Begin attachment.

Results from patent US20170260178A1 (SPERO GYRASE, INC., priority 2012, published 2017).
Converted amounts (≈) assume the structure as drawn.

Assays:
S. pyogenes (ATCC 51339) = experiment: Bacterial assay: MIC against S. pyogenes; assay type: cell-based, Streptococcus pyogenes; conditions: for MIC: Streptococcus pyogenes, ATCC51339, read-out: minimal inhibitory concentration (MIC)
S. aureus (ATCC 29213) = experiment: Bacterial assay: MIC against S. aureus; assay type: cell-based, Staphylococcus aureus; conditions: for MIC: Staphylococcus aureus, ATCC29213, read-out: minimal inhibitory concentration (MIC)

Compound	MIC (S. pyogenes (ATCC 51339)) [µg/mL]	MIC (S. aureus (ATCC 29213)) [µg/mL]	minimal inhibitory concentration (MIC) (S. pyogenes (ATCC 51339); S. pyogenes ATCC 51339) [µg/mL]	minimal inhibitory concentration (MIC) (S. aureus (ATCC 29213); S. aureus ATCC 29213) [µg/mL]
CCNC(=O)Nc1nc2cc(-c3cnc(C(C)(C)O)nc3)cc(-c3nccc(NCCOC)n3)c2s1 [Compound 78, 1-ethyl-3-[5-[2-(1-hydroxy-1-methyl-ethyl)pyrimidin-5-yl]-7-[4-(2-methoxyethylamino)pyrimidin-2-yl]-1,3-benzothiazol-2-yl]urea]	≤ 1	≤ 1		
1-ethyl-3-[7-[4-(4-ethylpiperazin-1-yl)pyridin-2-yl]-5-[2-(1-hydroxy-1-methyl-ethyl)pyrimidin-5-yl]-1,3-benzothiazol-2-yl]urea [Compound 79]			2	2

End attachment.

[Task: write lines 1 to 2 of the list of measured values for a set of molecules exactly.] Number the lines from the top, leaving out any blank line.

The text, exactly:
Results from patent US20170260178A1 (SPERO GYRASE, INC., priority 2012, published 2017).
Converted amounts (≈) assume the structure as drawn.